The White House He responded at least for the second time in as many days today to tweets from the Amazon founder Jeff Bezos In a war of words that ended, well – the parties also argued over what the argument was.
Bezos tweeted this morning, “The administration did their best to add another $3.5 trillion to federal spending. They failed, but if they succeed, inflation will be higher than it is today, and inflation today is at its highest level in 40 years.”
White House Deputy Press Secretary Andrew Bates responded with an assessment on Twitter from Jeff Stein, White House economics correspondent for the Bezos-owned Washington Post, in which Stein responded directly to the newspaper’s owner.
“WH’s long-term spending plans have been offset by substantially higher taxes on the wealthy and corporations, leading Larry Summers and other prominent economists to argue that their inflationary impact will likely be negligible by reducing demand.”
WH’s long-term spending plans have been met with significantly higher taxes on the wealthy and corporations, leading Larry Summers and other prominent economists to argue that their inflationary impact will likely be negligible by reducing demand. https://t.co/S2LmCmA8IQ
– Jeff Stein (@JStein_WaPo) May 16 2022
Biden He has often advocated greater taxation of the country’s richest citizens and businesses, lists on which Bezos and Amazon feature prominently. The president also recently met with the leaders who formed a union for Amazon warehouse and spoke to union members last week, two decisions the White House later hinted had affected opposition to Bezos.
It all started on Friday afternoon when President Biden wrote on the social media platform, “Want to cut inflation? Let’s make sure the richest companies pay their fair share.”
Want to reduce inflation?
Let’s make sure the richest companies pay their fair share.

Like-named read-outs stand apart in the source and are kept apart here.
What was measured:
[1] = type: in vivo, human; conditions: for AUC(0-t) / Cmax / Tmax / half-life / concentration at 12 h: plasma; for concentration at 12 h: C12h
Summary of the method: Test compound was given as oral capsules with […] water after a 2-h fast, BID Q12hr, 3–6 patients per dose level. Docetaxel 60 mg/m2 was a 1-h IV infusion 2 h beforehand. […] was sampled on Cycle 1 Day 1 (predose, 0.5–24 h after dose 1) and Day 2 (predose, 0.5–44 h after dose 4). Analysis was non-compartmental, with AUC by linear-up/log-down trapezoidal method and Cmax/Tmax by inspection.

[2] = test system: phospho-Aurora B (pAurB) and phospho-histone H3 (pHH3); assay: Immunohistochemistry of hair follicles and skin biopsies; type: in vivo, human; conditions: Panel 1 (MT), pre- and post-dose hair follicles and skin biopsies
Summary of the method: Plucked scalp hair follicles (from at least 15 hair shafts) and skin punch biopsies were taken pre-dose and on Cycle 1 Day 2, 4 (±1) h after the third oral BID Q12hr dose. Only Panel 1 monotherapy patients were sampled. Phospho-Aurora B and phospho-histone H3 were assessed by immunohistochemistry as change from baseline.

– Joe Biden (@JoeBiden) May 13, 2022
That evening, Bezos decided to share his reaction.
“The newly created disinformation board should review this tweet, or maybe they need to form a new non-sequential board instead,” he wrote in part. “It is good to discuss raising corporate taxes. Taming inflation is crucial to the discussion. Bringing them together is just a misdirection.”
The newly created Disinformation Council should review this Tweet, or perhaps they need to form a new Non-Serial Council instead. Increasing corporate taxes is a good thing to discuss. Taming inflation is critical to the discussion. Combining them together is just a misdirection. https://t.co/ye4XiNNc2v
– Jeff Bezos May 14, 2022
Sometimes the world’s richest man jumped back into the scrum on Sunday morning, leveling Disinformation claim again and assert that the White House sought a stimulus package when the economy was already overheating before saying that “inflation is a regressive tax that harms the richest”.
Three hours later, on Sunday, the department responded by firing for the first time. In what was certainly a Bezos adjustment, the official WH Bates shared interaction The card Bezos owns:
“It doesn’t take a giant leap to see why one of the richest individuals on earth would oppose a middle-class economic agenda that lowers some of the biggest costs families face, fights inflation in the long run, and adds to the historical value of reducing the president’s deficit by demanding the richest payers Taxes and corporations pay their fair share.”
The White House statement continued, “It is also unsurprising that this tweet came after the president met with labor regulators, including Amazon employees.”
Amazon paid no federal taxes in 2017 and 2018, a fact Biden has repeatedly pointed out when calling for higher taxes on the richest individuals and businesses. In 2019, the then Democratic presidential candidate got another nominee Twitter spat Where Amazon itself said, “No company that generates billions of dollars in profits should pay a lower tax rate than firefighters and teachers,” Amazon responded that it has paid $2.6 billion in taxes since 2016.
The latest brawl escalated on social media this morning, as Larry Summers, the former Obama and Clinton administration economist, tweeted in support of Biden, and Bezos cited “squirrel!” Mimi from Pixar Top, Reporter Stein reflects on the reports that bolstered the Biden case and then Bates turns to Bezos again. You can continue below.
Their best bet is to add another $3.5 trillion to federal spending. They failed, but if they succeeded, inflation would be higher than it is today, and inflation today is at its highest level in 40 years.
– Jeff Bezos May 16 2022
I suspect @Jeff Bezos He’s mostly wrong in his last attack on @Joe Biden responsible. It’s perfectly reasonable to believe, as I do and Tweet embed He asserts that we should raise taxes to lower demand to contain inflation and that the increases should be as progressive as possible.
– Lawrence H. Summers (@LHSummers) May 16 2022
White House hits back at Bezos’ criticism, suggesting the rich will pay more under WH agenda
WH also notes that Bezos’ criticism of Biden comes after the president met with the Amazon workers’ union leadership
– Jeff Stein (@JStein_WaPo) May 16 2022
Axios, 5/5/22: “Biden meets with the leader of the Amazon labor union at the White House”
– Andrew Bates (@AndrewJBates46) May 16 2022